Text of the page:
If you asked a band to describe their debut album and they said, “it is the soundtrack to a bunch of stoner space truckers ambling around the galaxy,” the kind of “stuff they’d be playing over the ship’s intercom while filling another bong and passing through an asteroid belt,” you can bet it’s worth listening to. Heavy, deep guitar riffs, the sweet sounds of the ride cymbal and plenty of dark metal rock style can all be heard on Out of the Void, a first time collaboration under the name Ultranauts, from rockers out of New Zealand.
Consisting of Gerome Mills on vocals, Malcolm McKenze on guitar, Liam Dollimore on bass and Oskar Larsson on drums, each member has played in a number of bands over the years. Their debut mixes sounds in the style of Black Sabbath, Queens of the Stone Age, Sleep, Fu Manchu, Helmet, Danzig and White Zombie. The first song which has the same title, totally reminded me of the way I felt when I first heard “Black Sabbath” on Sabbath’s debut album. It’s spooky; it’s wicked and sinister and then, a little after two minutes in, those deep trademark riffs that metal is so well known for come creeping by slowly. No words to this one, just that good ‘ole sound of doom.
“Set for Stun” features fuzzy, crunchy guitars well distorted and the tempo is definitely faster compared to track one. “Vile Bodies” has just a bit faster tempo, like punk-metal, and crunchier guitars while the vocals follow the rhythm of guitar. Cool “spacey” guitar effects can be heard as well along with a killer guitar solo. “Udon” showcases prickly guitar and bass work, slower tempo and reminded me of Queens of the Stone Age. The guitar solo is heavy and deep and overall, I thought Mills’ voice fits this style of music to a tee.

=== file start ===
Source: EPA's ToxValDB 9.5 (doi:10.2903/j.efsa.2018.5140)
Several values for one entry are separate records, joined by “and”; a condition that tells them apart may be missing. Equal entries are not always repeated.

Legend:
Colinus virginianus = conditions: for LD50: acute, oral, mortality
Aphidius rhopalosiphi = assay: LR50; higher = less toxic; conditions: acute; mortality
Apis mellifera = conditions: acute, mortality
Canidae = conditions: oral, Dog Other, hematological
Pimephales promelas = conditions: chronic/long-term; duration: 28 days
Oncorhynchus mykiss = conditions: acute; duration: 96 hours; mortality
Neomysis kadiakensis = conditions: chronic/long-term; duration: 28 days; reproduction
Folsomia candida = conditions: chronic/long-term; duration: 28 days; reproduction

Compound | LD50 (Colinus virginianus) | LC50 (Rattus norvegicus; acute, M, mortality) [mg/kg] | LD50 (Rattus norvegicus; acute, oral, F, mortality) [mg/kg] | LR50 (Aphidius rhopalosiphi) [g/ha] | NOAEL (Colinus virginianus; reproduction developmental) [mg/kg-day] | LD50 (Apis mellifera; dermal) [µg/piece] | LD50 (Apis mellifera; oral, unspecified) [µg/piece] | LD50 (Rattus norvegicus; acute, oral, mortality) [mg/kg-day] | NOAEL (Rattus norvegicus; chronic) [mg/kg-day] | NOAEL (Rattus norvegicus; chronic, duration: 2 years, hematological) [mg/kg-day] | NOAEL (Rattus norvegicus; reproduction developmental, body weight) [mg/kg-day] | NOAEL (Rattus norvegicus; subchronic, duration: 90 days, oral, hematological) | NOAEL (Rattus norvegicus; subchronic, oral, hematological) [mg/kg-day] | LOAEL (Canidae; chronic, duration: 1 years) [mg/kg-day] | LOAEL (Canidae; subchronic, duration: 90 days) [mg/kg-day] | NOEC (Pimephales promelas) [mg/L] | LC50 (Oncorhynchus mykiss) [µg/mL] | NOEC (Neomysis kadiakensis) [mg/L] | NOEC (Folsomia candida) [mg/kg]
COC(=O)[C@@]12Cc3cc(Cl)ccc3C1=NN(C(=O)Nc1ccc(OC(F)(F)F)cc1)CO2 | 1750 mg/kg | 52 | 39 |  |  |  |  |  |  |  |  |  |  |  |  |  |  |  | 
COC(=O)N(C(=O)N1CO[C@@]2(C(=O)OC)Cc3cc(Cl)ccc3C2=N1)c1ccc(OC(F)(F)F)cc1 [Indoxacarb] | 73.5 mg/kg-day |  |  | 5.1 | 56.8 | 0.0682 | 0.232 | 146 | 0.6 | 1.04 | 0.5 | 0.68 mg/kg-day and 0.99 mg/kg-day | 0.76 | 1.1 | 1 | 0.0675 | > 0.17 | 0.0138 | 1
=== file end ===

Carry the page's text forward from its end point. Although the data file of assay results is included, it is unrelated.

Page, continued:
“Solar Sailing” taps into that stoner space age theme the band describes. The song features a classic metal sound, catchy guitar hooks and a lively head banging beat and McKenze turns up the juice and swagger on the guitars towards the end. “Interstellar Freeway” is a great cross over metal tune for those who don’t usually listen to the genre. On “Gravitron” I loved the transitions between verses and chorus, the layered guitars and there were some elements that totally reminded me of Nine Inch Nails – a lot of good solid parts on this one for sure.
“Overrated Heroes” has a stiff, solid beat, a clever and quick guitar riff and a haunting guitar solo that was fantastic. The last number, “Esperanto” features a fast tempo, and a rhythm that really carries the tune well with its chug-chug-chug, rat-a-tat guitar lick. About mid-way through the song slows down into this deep, murky and mysterious break and just when you thought it was over, the ending comes back with a vengeance!
All in all, Out of the Void is a stellar album throughout – no weak spots as far as I could tell. It’s a straightforward metal adventure with fabulous guitar solos and a good variety of influences and styles. I’ll be looking forward to what’s next on Ultranauts’ horizon.
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